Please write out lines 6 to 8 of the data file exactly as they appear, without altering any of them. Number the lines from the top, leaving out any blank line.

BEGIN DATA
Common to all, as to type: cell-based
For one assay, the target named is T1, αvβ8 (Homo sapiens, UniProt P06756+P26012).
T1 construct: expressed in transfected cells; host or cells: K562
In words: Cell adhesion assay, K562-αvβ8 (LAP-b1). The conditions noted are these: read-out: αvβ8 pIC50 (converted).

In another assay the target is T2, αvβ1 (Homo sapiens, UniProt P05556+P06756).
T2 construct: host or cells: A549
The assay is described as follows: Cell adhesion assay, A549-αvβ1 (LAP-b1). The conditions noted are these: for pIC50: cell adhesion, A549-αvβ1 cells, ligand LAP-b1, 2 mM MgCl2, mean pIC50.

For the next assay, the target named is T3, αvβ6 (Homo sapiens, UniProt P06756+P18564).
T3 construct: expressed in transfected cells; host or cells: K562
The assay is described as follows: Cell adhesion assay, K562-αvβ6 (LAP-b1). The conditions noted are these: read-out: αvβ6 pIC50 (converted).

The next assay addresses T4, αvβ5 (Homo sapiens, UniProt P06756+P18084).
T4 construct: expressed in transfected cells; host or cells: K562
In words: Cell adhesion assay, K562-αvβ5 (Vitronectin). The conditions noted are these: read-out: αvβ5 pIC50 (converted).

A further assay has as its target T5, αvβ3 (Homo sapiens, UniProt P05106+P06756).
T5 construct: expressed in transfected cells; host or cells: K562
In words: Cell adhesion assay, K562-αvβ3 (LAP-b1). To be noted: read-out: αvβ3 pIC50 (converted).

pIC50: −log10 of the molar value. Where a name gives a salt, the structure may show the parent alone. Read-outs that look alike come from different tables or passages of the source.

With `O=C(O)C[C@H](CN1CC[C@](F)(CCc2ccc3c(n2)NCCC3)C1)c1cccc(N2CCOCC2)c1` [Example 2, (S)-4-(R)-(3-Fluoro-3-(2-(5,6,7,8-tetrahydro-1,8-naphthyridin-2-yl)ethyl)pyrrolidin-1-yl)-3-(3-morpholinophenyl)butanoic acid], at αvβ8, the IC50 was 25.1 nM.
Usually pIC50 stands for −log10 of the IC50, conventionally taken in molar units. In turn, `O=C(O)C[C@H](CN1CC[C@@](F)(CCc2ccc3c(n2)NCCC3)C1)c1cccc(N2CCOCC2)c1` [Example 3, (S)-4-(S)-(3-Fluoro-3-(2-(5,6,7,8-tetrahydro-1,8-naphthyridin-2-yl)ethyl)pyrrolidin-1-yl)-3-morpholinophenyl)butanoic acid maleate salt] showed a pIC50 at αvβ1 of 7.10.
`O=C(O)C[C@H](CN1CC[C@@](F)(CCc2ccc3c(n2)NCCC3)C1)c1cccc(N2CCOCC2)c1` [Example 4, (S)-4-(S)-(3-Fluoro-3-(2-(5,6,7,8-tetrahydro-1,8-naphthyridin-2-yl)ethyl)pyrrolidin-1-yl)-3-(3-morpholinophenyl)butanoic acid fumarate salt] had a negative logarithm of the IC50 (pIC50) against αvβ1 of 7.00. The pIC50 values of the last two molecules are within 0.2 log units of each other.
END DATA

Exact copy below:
T2 construct: host or cells: A549
The assay is described as follows: Cell adhesion assay, A549-αvβ1 (LAP-b1). The conditions noted are these: for pIC50: cell adhesion, A549-αvβ1 cells, ligand LAP-b1, 2 mM MgCl2, mean pIC50.

For the next assay, the target named is T3, αvβ6 (Homo sapiens, UniProt P06756+P18564).